Probably about 70% but having said that, my mind is always buzzing with story ideas.

You are a successful genre writer but now your publisher has decided to push you out of your comfort zone by ordering you to write a book in a genre which is absolute not your cup of tea. Like an actor, you will have to be able to fit the new role. Which genre would your publisher give you? Share the first paragraph of this novice work with us.

This actually happened to me when I went to spend a few days with my previous publisher based in San Francisco. They challenged me to write a true crime on an American tragedy. When I heard what it was my instant reaction was “No way!” After a couple of glasses of wine, I realised I was actually plotting the story and writing it in my head. So I agreed. I wept enough tears to fill the river Shannon and it ripped the guts out of me as I was writing it as a fly on the wall. Watching the scenes unfold in front of me. After a four-month break I finally finished it. When they read the MS their reaction was “awesome” with an adjective preceding it.

Here is a paragraph or so from it…

There are nearly six thousand kilometres and the North Atlantic Ocean between us and yet I can imagine myself in this young man’s inner sanctum. It’s a bedroom shrouded in black encompassing total darkness. As my eyes adjust and I look on, I feel several emotions pass through me…

I’m swirling in some sort of black hole in which this man feels safely cocooned. Am I really feeling a sense of total sensory deprivation or is it my imagination running wild? I comfort myself with the thought that maybe he is trying to emulate the safety of his mother’s womb. Who knows…?Whilst trying to come to terms with my naive thoughts, he begins to stir and finally wakes. As he lays there staring at nothing in particular I find myself drawn to his vacant black eyes. They remind me of black coals, just staring into space. I shudder and wonder what he is thinking. Does the blackness of this room bring him comfort, or a feeling of power and dominance? I don’t know and I don’t want to know. He scares me somehow.

I watch in voyeur’s fashion as he moves from the bedroom to………

Tee’s Bio:

I was born and bred in Hasting Sussex England and now live in Kent more commonly referred to as the garden of England. A variety of wild animals comprising, squirrels, foxes and wild birds constantly come calling in my garden for dinner and a chat.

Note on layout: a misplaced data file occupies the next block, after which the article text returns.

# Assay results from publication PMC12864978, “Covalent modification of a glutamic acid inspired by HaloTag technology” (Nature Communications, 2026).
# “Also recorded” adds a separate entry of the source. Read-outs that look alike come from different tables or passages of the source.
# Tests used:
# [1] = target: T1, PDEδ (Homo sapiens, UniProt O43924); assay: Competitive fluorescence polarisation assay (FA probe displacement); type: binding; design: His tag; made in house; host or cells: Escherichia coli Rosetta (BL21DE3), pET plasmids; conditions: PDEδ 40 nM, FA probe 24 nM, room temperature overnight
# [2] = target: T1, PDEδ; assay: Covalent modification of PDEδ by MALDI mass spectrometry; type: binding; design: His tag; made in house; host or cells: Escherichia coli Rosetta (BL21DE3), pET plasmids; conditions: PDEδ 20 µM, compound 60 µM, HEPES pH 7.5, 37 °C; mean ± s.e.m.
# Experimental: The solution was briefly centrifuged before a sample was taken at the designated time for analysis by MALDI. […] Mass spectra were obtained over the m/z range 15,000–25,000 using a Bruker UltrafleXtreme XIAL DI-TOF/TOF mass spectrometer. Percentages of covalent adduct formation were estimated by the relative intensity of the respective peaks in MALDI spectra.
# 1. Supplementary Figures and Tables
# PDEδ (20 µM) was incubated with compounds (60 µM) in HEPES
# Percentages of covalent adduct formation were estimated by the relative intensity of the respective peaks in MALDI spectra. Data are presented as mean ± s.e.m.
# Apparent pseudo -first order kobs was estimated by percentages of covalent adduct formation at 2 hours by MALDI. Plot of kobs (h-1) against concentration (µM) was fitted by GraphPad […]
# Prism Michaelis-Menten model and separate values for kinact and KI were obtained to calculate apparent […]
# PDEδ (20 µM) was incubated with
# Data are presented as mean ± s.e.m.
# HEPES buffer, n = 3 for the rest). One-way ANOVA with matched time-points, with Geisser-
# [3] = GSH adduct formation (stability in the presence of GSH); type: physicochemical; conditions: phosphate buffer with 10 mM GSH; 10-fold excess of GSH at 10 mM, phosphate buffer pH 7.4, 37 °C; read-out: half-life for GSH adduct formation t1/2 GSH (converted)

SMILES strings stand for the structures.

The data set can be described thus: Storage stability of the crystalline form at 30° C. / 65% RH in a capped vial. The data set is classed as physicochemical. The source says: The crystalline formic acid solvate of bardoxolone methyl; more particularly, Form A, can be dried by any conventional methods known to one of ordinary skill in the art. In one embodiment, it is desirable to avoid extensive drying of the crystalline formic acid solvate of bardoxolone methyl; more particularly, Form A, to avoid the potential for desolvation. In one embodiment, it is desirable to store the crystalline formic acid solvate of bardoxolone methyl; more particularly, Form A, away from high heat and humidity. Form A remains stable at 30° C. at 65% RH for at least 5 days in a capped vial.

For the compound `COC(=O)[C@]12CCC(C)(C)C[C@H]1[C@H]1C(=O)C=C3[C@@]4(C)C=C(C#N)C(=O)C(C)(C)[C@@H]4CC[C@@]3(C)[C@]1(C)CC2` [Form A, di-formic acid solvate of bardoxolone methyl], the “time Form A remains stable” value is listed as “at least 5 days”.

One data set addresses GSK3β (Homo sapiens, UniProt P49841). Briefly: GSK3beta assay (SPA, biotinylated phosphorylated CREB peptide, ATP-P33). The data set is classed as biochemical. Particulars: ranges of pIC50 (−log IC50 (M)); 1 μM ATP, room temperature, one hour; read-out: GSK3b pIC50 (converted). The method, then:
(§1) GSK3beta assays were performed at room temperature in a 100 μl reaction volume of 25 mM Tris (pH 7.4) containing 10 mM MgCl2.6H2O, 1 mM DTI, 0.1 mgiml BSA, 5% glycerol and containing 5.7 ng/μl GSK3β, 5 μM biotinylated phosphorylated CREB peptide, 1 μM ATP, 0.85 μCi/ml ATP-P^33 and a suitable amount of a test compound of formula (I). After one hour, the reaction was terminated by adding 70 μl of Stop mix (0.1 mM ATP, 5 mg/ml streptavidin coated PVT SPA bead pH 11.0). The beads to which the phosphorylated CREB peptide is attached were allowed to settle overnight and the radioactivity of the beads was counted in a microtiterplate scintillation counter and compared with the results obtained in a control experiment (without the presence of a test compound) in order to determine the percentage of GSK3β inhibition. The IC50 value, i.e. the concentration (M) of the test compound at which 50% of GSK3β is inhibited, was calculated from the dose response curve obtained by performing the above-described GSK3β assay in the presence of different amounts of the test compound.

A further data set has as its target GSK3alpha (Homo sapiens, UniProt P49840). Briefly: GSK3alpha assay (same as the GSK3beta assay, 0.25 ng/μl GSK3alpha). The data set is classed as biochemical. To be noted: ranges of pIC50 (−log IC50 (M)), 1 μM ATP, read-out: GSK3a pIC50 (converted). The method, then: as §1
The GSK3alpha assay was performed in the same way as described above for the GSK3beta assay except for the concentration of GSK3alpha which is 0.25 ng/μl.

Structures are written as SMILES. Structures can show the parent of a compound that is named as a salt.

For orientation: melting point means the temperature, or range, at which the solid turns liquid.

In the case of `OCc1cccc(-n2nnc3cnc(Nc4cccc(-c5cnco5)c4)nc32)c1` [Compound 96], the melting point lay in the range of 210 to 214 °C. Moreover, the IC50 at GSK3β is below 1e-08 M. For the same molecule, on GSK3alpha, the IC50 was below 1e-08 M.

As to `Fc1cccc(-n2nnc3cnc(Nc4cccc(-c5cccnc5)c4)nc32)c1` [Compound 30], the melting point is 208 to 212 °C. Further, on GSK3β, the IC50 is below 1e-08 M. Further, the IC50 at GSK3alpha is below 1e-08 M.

For the last twenty four years I have worked for the Kent Police Force as a volunteer. If you were to ask any of my colleagues why they love working with me they would say ‘because she’s barking mad and completely off the wall.’
I started to write initially in my teens for amusement, but began to write seriously about five years ago. I didn’t chose to write fantasy it chose me… In the past I have lectured to ‘A’ level and Performing Arts students on creative writing. It became an extremely interesting sideline and gave a natural break from editing, reviewing and writing.
My writing style has been compared to J.K. Rowling and Jean M. Auel, and my books are now sold worldwide.

For more info on T.K. Geering please visit the Thorstruck Press website.

7777388

Thorstruck Table Talk with….Jo Sexton

Written By: Hannah Warren - Aug• 01•14

Jo Sexton, Thorstruck Press‘s Australian asset, is a girl with a golden pen. She was already a bestseller writer with her former publisher Taylor Street Books and also now she proves to be selling book after book in Europe, America and in her home country.

When I asked her what her secret was, she very modestly replied she didn’t know but one of our other Thorstruck authors hit the nail on the head when she said: “Jo writes from the heart.” That at once answers the question and simultaneously shows us what a great mystery the heart is. Some – like Jo – tune in, take it from there and off they go! Wonderful :-)

Welcome at my table today, Jo, let’s talk books, personal stuff & trivia.

Jo

 

 

 

 

 

 

 

Questions about Thorstruck Press:

When did you join Thorstruck Press and which book(s) of yours have they published so far?

I joined Thorstruck about a month ago and the experience has been wonderful. I have Rich Girl and An American Girl currently published. I also have four others coming out: Fire Girl, Model Girl, Cop Girl and The Chosen One.

91Wzax7aL9L._SL1500_91xYA8XFjYL._SL1500_

 

 

 

 

 

 

 

 

 

What do you like about your new publisher?

Awesome new covers. Great people who are like family and the communication. We are always updated on what is happening and when, it is a welcome change.

What’s the best thing that has happened to you since you joined TS?

Beside the great family environment and meeting new friends, An American Girl has been seeing well.

Personal questions

Which adjective describes you best? One adjective and I (Hannah) guess why you chose that one

Jo: Passionate

Hannah: I might already have given the answer in my introduction. The heart is all about passion. From what I know about Jo she’s 100% honest, straightforward, uncompromising and driven. What you see is what you get. And she’s found a way to get her passion on paper. It makes her a blessed human being and we’re glad to feel her radiate her glow all over the world.

If you were transformed into an animal right now, which one would it be?

Probably a cat. I’m sleek, independent and affectionate. :-)

You are a time-traveller and have just boarded your comfortable flying limo that instantly takes you to 2114. From your distinct point in space you see the current human race struggle for survival. What change would you implement immediately?

That people have as many children as possible to build up the population ;)

In what other era would you like to have been born?

Maybe the 50’s or 60’s, life seemed simpler then.

What is your worst habit and why can’t you shake it off?